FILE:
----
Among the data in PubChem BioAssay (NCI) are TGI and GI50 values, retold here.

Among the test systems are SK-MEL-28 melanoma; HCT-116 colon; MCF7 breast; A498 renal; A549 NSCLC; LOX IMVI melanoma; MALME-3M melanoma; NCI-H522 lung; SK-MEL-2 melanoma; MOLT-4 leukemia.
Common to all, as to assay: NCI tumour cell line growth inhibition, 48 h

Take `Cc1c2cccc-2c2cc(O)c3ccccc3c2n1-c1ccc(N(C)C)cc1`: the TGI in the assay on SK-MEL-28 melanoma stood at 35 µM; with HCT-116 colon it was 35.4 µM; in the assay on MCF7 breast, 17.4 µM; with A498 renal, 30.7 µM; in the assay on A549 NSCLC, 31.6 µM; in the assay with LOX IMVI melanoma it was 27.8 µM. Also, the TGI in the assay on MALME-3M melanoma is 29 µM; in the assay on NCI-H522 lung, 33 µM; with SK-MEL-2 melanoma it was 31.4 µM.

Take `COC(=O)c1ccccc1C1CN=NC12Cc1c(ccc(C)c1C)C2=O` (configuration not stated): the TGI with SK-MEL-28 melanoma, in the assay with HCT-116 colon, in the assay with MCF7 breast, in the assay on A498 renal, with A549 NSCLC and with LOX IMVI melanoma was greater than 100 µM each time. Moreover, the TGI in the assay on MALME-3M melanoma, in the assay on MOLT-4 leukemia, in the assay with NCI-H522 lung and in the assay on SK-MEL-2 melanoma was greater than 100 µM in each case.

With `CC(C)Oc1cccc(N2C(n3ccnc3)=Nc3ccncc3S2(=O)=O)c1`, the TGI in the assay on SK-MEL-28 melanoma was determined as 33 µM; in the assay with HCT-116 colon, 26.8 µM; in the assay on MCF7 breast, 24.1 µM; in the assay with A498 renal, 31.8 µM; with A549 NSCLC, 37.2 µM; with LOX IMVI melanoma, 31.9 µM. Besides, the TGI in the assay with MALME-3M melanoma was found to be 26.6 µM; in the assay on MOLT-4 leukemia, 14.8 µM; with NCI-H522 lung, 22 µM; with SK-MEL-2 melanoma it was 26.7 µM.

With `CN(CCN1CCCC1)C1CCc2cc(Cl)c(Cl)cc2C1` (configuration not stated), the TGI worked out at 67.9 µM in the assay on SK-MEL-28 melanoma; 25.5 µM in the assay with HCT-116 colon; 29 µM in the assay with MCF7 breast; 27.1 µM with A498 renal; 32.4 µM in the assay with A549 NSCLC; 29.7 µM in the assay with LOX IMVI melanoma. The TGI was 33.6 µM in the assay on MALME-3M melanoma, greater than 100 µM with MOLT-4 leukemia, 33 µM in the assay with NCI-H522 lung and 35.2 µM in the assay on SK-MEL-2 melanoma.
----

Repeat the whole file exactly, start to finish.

Among the data in PubChem BioAssay (NCI) are TGI and GI50 values, retold here.

Among the test systems are SK-MEL-28 melanoma; HCT-116 colon; MCF7 breast; A498 renal; A549 NSCLC; LOX IMVI melanoma; MALME-3M melanoma; NCI-H522 lung; SK-MEL-2 melanoma; MOLT-4 leukemia.
Common to all, as to assay: NCI tumour cell line growth inhibition, 48 h

Take `Cc1c2cccc-2c2cc(O)c3ccccc3c2n1-c1ccc(N(C)C)cc1`: the TGI in the assay on SK-MEL-28 melanoma stood at 35 µM; with HCT-116 colon it was 35.4 µM; in the assay on MCF7 breast, 17.4 µM; with A498 renal, 30.7 µM; in the assay on A549 NSCLC, 31.6 µM; in the assay with LOX IMVI melanoma it was 27.8 µM. Also, the TGI in the assay on MALME-3M melanoma is 29 µM; in the assay on NCI-H522 lung, 33 µM; with SK-MEL-2 melanoma it was 31.4 µM.

Take `COC(=O)c1ccccc1C1CN=NC12Cc1c(ccc(C)c1C)C2=O` (configuration not stated): the TGI with SK-MEL-28 melanoma, in the assay with HCT-116 colon, in the assay with MCF7 breast, in the assay on A498 renal, with A549 NSCLC and with LOX IMVI melanoma was greater than 100 µM each time. Moreover, the TGI in the assay on MALME-3M melanoma, in the assay on MOLT-4 leukemia, in the assay with NCI-H522 lung and in the assay on SK-MEL-2 melanoma was greater than 100 µM in each case.

With `CC(C)Oc1cccc(N2C(n3ccnc3)=Nc3ccncc3S2(=O)=O)c1`, the TGI in the assay on SK-MEL-28 melanoma was determined as 33 µM; in the assay with HCT-116 colon, 26.8 µM; in the assay on MCF7 breast, 24.1 µM; in the assay with A498 renal, 31.8 µM; with A549 NSCLC, 37.2 µM; with LOX IMVI melanoma, 31.9 µM. Besides, the TGI in the assay with MALME-3M melanoma was found to be 26.6 µM; in the assay on MOLT-4 leukemia, 14.8 µM; with NCI-H522 lung, 22 µM; with SK-MEL-2 melanoma it was 26.7 µM.

With `CN(CCN1CCCC1)C1CCc2cc(Cl)c(Cl)cc2C1` (configuration not stated), the TGI worked out at 67.9 µM in the assay on SK-MEL-28 melanoma; 25.5 µM in the assay with HCT-116 colon; 29 µM in the assay with MCF7 breast; 27.1 µM with A498 renal; 32.4 µM in the assay with A549 NSCLC; 29.7 µM in the assay with LOX IMVI melanoma. The TGI was 33.6 µM in the assay on MALME-3M melanoma, greater than 100 µM with MOLT-4 leukemia, 33 µM in the assay with NCI-H522 lung and 35.2 µM in the assay on SK-MEL-2 melanoma.